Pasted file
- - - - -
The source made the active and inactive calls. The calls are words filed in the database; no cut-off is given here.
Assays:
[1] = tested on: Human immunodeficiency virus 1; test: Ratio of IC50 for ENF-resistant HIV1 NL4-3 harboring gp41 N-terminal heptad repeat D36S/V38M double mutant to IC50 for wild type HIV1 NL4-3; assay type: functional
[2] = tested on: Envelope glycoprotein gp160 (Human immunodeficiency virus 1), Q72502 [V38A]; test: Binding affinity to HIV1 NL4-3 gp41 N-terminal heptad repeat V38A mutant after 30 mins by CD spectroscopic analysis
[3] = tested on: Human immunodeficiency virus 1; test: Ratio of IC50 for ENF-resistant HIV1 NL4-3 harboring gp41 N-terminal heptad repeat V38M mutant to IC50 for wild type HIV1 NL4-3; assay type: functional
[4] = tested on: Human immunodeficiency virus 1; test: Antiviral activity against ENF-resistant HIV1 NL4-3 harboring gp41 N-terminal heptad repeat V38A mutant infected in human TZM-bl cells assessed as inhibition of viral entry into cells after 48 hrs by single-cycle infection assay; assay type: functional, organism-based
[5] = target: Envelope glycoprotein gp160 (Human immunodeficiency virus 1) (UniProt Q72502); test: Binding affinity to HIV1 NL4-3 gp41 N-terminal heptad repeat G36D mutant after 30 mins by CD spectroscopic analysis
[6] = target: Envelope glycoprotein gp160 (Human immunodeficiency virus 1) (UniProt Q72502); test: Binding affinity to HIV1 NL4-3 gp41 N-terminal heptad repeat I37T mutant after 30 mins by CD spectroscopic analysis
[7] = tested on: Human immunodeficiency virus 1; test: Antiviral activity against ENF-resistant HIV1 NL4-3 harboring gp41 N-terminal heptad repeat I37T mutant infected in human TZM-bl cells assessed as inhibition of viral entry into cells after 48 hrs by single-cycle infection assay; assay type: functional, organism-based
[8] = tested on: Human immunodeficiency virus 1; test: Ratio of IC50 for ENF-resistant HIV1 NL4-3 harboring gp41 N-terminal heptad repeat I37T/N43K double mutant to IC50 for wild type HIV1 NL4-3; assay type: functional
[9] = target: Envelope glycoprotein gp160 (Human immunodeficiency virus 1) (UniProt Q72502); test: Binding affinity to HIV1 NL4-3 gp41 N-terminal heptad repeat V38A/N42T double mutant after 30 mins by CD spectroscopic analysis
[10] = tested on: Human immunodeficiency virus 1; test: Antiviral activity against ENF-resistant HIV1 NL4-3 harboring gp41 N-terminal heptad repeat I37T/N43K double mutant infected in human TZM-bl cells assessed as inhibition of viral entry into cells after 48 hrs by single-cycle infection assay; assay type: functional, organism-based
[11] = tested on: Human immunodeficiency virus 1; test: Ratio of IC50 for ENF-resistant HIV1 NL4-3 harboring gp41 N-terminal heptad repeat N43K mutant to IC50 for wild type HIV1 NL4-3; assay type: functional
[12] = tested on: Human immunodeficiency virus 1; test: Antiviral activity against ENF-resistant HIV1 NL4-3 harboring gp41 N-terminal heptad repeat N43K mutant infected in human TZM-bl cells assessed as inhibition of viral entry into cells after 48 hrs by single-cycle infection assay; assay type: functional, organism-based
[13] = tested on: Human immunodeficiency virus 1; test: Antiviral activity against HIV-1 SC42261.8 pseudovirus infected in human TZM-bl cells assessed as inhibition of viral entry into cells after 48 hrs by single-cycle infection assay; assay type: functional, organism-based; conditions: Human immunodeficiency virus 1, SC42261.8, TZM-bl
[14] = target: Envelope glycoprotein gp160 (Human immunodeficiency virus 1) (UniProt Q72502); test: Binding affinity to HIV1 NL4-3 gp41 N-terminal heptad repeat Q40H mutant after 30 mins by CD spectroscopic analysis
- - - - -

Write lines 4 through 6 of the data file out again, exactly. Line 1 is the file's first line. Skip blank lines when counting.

[2] = tested on: Envelope glycoprotein gp160 (Human immunodeficiency virus 1), Q72502 [V38A]; test: Binding affinity to HIV1 NL4-3 gp41 N-terminal heptad repeat V38A mutant after 30 mins by CD spectroscopic analysis
[3] = tested on: Human immunodeficiency virus 1; test: Ratio of IC50 for ENF-resistant HIV1 NL4-3 harboring gp41 N-terminal heptad repeat V38M mutant to IC50 for wild type HIV1 NL4-3; assay type: functional
[4] = tested on: Human immunodeficiency virus 1; test: Antiviral activity against ENF-resistant HIV1 NL4-3 harboring gp41 N-terminal heptad repeat V38A mutant infected in human TZM-bl cells assessed as inhibition of viral entry into cells after 48 hrs by single-cycle infection assay; assay type: functional, organism-based